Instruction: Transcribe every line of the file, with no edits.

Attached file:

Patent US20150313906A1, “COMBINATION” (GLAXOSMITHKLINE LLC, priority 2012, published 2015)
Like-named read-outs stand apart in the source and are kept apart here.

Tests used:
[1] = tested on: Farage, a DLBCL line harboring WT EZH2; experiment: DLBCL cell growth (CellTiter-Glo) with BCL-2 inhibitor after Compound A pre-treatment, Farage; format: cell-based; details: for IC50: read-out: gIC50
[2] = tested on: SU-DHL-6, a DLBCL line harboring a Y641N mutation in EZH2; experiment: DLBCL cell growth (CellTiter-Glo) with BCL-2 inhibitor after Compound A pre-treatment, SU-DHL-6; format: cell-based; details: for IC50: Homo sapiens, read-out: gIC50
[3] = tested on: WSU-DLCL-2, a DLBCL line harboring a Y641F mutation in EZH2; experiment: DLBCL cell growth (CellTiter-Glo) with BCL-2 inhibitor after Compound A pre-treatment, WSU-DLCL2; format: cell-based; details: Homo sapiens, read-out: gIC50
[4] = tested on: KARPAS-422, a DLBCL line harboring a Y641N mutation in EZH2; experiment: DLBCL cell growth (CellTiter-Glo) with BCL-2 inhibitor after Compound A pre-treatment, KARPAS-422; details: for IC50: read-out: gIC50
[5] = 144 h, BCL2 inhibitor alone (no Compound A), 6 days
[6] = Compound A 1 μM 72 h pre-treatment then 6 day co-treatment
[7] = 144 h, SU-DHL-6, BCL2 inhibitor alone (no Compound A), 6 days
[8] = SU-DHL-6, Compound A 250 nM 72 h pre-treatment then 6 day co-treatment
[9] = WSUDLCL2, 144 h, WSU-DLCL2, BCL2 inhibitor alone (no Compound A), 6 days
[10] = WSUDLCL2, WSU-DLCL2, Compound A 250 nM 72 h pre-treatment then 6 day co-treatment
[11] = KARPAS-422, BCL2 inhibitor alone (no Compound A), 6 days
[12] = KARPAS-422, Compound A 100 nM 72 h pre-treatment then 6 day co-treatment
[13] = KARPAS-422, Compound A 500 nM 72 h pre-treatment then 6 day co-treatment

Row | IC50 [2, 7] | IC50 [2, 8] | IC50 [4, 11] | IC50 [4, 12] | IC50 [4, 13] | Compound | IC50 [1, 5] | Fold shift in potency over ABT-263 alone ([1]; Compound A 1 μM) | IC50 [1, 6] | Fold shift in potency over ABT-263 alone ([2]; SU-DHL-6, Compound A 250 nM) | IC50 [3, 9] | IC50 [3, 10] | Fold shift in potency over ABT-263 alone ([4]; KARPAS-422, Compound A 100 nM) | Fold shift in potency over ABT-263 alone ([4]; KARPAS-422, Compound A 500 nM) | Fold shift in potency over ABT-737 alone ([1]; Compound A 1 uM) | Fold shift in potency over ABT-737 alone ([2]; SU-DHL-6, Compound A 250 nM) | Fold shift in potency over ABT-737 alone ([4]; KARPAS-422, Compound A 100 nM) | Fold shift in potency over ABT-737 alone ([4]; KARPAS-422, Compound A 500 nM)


Patent US20150313906A1, “COMBINATION” (GLAXOSMITHKLINE LLC, priority 2012, published 2015)
Like-named read-outs stand apart in the source and are kept apart here.

Tests used:
[1] = tested on: Farage, a DLBCL line harboring WT EZH2; experiment: DLBCL cell growth (CellTiter-Glo) with BCL-2 inhibitor after Compound A pre-treatment, Farage; format: cell-based; details: for IC50: read-out: gIC50
[2] = tested on: SU-DHL-6, a DLBCL line harboring a Y641N mutation in EZH2; experiment: DLBCL cell growth (CellTiter-Glo) with BCL-2 inhibitor after Compound A pre-treatment, SU-DHL-6; format: cell-based; details: for IC50: Homo sapiens, read-out: gIC50
[3] = tested on: WSU-DLCL-2, a DLBCL line harboring a Y641F mutation in EZH2; experiment: DLBCL cell growth (CellTiter-Glo) with BCL-2 inhibitor after Compound A pre-treatment, WSU-DLCL2; format: cell-based; details: Homo sapiens, read-out: gIC50
[4] = tested on: KARPAS-422, a DLBCL line harboring a Y641N mutation in EZH2; experiment: DLBCL cell growth (CellTiter-Glo) with BCL-2 inhibitor after Compound A pre-treatment, KARPAS-422; details: for IC50: read-out: gIC50
[5] = 144 h, BCL2 inhibitor alone (no Compound A), 6 days
[6] = Compound A 1 μM 72 h pre-treatment then 6 day co-treatment
[7] = 144 h, SU-DHL-6, BCL2 inhibitor alone (no Compound A), 6 days
[8] = SU-DHL-6, Compound A 250 nM 72 h pre-treatment then 6 day co-treatment
[9] = WSUDLCL2, 144 h, WSU-DLCL2, BCL2 inhibitor alone (no Compound A), 6 days
[10] = WSUDLCL2, WSU-DLCL2, Compound A 250 nM 72 h pre-treatment then 6 day co-treatment
[11] = KARPAS-422, BCL2 inhibitor alone (no Compound A), 6 days
[12] = KARPAS-422, Compound A 100 nM 72 h pre-treatment then 6 day co-treatment
[13] = KARPAS-422, Compound A 500 nM 72 h pre-treatment then 6 day co-treatment

Row | IC50 [2, 7] | IC50 [2, 8] | IC50 [4, 11] | IC50 [4, 12] | IC50 [4, 13] | Compound | IC50 [1, 5] | Fold shift in potency over ABT-263 alone ([1]; Compound A 1 μM) | IC50 [1, 6] | Fold shift in potency over ABT-263 alone ([2]; SU-DHL-6, Compound A 250 nM) | IC50 [3, 9] | IC50 [3, 10] | Fold shift in potency over ABT-263 alone ([4]; KARPAS-422, Compound A 100 nM) | Fold shift in potency over ABT-263 alone ([4]; KARPAS-422, Compound A 500 nM) | Fold shift in potency over ABT-737 alone ([1]; Compound A 1 uM) | Fold shift in potency over ABT-737 alone ([2]; SU-DHL-6, Compound A 250 nM) | Fold shift in potency over ABT-737 alone ([4]; KARPAS-422, Compound A 100 nM) | Fold shift in potency over ABT-737 alone ([4]; KARPAS-422, Compound A 500 nM)